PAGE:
Parkinson's Disease and Pneumonia

Medically Reviewed by Christopher Melinosky, MD on November 27, 2022
4 min read

Pneumonia is inflammation or swelling in the lungs in which the air sacs fill with pus and other fluids, making it difficult for oxygen to reach the blood. Pneumonia can be typical or atypical. Typical pneumonia is most commonly caused by Streptococcus pneumoniae, also known as the pneumococcal pneumonia. Atypical pneumonia can be caused by viruses, fungi, bacteria, or chemicals (such as when stomach contents are inhaled into the lungs).

People who are otherwise healthy often recover quickly when given prompt and proper care. However, the elderly or those with chronic illnesses (such as Parkinson's disease) often develop a serious infection that needs prompt and often aggressive treatment in the hospital.

Bacterial pneumonia is pneumonia caused by bacteria. Streptococcus pneumoniae is the most common cause of bacterial pneumonia.

There is a vaccine available to protect people from this infection.


Symptoms of bacterial pneumonia can develop gradually or suddenly. Symptoms include:

  • High fever (up to 105 degrees)
  • Drowsiness
  • Rapid breathing
  • Chills
  • Cough with mucus (may be greenish or have blood)
  • Chest pain
  • Blue tint on lips or under the nails (severe cases)


You should get the pneumonia vaccine if you:

  • Are over age 65
  • Have a chronic illness, such as Parkinson's disease, diabetes, heart disease, or lung disease
  • Have HIV or AIDS
  • Have a weak immune system from another cause, such as from certain kidney diseases and some cancers, or have had your spleen removed
  • Are taking drugs, such as prednisone, that weaken the immune system



Viral pneumonia is pneumonia caused by a virus. About half of all people with pneumonia have viral pneumonia. Viral pneumonia is usually less serious than bacterial pneumonia and can take from two to four weeks to recover.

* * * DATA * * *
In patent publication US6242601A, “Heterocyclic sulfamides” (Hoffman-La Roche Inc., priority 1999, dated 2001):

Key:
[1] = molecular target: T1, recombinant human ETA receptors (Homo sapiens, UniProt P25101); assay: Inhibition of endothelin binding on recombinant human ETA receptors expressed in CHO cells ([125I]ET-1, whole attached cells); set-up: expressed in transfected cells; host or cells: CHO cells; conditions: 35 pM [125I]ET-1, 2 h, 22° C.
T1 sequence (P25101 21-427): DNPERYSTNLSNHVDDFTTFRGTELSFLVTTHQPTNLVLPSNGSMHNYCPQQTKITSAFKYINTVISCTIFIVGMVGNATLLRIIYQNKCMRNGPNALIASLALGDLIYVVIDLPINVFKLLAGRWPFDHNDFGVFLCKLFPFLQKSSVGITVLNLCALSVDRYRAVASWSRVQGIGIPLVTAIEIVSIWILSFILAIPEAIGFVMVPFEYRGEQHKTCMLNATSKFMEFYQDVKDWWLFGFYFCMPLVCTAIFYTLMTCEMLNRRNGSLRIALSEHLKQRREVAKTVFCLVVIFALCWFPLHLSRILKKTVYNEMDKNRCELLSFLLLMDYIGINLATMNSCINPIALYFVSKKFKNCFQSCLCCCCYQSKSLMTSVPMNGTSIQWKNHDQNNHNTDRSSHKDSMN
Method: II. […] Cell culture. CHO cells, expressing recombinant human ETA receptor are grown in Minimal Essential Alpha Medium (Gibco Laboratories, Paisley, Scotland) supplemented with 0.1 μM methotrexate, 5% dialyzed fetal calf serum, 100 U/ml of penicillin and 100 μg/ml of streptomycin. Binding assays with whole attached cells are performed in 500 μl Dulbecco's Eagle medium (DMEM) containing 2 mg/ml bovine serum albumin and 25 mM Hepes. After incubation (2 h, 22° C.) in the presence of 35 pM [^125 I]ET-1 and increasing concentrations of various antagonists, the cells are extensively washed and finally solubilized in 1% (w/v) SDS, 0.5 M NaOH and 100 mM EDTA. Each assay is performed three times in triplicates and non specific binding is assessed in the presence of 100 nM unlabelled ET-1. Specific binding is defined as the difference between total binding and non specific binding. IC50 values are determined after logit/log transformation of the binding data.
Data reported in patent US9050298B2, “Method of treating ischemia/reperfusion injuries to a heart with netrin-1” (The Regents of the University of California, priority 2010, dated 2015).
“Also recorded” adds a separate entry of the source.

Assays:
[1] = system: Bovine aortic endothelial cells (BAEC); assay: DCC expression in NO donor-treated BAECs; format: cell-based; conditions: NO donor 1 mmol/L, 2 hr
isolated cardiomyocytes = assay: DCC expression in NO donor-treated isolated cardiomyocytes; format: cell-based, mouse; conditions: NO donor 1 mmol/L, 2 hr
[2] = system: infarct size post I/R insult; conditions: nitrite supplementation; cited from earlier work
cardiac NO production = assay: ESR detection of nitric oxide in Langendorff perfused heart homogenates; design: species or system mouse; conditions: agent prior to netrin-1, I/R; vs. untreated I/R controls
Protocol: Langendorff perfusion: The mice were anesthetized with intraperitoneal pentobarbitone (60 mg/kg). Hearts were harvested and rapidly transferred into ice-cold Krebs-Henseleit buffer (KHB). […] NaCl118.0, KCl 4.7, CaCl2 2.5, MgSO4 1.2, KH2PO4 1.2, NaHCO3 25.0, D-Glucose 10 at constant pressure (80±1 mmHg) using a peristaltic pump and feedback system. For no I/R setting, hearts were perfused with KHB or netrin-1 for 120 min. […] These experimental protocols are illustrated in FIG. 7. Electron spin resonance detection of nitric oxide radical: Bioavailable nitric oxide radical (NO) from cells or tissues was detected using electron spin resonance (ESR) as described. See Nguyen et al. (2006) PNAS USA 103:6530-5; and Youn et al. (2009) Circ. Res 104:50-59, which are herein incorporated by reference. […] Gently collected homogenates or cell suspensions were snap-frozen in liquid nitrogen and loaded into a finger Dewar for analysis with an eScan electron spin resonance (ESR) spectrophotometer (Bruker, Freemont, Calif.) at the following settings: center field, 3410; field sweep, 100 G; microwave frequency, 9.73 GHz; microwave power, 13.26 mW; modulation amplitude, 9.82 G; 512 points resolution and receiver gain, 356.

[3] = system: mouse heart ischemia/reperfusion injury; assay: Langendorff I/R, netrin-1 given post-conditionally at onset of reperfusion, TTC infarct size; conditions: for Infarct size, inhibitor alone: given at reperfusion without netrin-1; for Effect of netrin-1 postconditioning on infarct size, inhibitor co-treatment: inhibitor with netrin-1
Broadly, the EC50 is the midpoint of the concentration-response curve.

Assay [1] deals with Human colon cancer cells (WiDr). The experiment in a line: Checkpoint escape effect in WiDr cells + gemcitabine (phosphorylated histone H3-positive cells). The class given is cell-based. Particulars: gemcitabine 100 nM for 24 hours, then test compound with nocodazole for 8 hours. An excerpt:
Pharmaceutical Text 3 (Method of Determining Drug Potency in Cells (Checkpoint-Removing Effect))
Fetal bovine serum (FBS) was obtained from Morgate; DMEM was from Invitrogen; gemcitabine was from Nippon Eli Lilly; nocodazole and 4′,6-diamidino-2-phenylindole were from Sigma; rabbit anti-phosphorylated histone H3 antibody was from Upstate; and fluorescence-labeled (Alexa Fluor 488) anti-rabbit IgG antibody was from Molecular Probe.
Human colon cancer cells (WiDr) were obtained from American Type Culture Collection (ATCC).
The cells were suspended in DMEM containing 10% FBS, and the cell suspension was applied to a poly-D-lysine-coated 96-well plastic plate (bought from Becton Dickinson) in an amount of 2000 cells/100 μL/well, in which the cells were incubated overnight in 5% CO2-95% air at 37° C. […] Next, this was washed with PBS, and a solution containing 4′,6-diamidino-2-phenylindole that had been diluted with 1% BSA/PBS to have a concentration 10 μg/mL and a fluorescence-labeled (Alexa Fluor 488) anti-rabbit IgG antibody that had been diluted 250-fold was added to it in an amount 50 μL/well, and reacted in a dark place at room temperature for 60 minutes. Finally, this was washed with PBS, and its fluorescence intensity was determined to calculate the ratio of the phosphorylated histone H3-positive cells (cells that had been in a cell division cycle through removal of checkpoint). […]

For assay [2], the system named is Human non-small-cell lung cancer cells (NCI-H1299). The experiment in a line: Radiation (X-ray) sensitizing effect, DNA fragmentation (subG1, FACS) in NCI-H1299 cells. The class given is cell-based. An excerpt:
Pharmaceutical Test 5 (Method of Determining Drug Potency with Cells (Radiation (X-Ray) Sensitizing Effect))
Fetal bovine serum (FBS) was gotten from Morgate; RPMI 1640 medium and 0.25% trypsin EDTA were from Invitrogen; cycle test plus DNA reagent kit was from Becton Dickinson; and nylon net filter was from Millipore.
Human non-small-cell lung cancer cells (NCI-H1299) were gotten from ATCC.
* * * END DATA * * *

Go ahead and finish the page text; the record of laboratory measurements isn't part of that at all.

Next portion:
Early symptoms of viral pneumonia are similar to the flu, and include:

Added symptoms that may occur about a day later include:

  • High fever
  • Cough with mucus
  • Shortness of breath

Additional symptoms of severe cases can include:

  • Extreme breathlessness
  • Blue tint on lips or under the nails


  • Get a viral influenza (flu) vaccine (shot) each year. Flu vaccines are prepared annually in anticipation of that year's virus strain. Influenza can make pneumonia infection more likely.
  • Get the pneumonia vaccine to protect yourself against Streptococcus pneumoniae.
  • Get Covid vaccines to protect against Covid-19.
  • Get treated for any other infections in the respiratory system, especially those in the lungs.
  • Wear a face mask and avoid exposure to people who may be sick with Covid-19, a flu, or a cold. 
  • Wash your hands before eating, before preparing food, and after going outside.
  • Eat a healthy diet, exercise, and get plenty of rest.
  • Contact your doctor if you think you have symptoms. Don't wait for symptoms to worsen, as you may develop an emergency condition.
  • Don't smoke.
  • Don't use alcohol heavily.



Bacterial pneumonia can be treated with antibiotics -- usually by mouth. For more severe pneumonia, you may need to go to the hospital to be treated. Hospital treatment may include oxygen therapy to increase oxygen in the blood, intravenous (given through a needle in your vein) antibiotics, and fluids. Pain relievers and medicine to reduce fever may also be given. With treatment, bacterial pneumonia usually begins to improve within 24-48 hours.

Viral pneumonia is usually less serious. A stay in the hospital is rarely needed. Antibiotics cannot be used to treat viral pneumonia, but may be given to fight a bacterial infection that is also present. Other drugs, such as those listed above, may be used to lessen symptoms. If you are given antibiotics, make sure you take all of the medicine, even if you feel better. If you stop taking the medicine too early, the infection can come back and may be harder to treat.

For both viral and bacterial pneumonia:

  • Drink warm fluids to relieve coughing.
  • Rest.
  • Don't rush your recovery. It can take weeks to get your full strength back.
  • Don't smoke.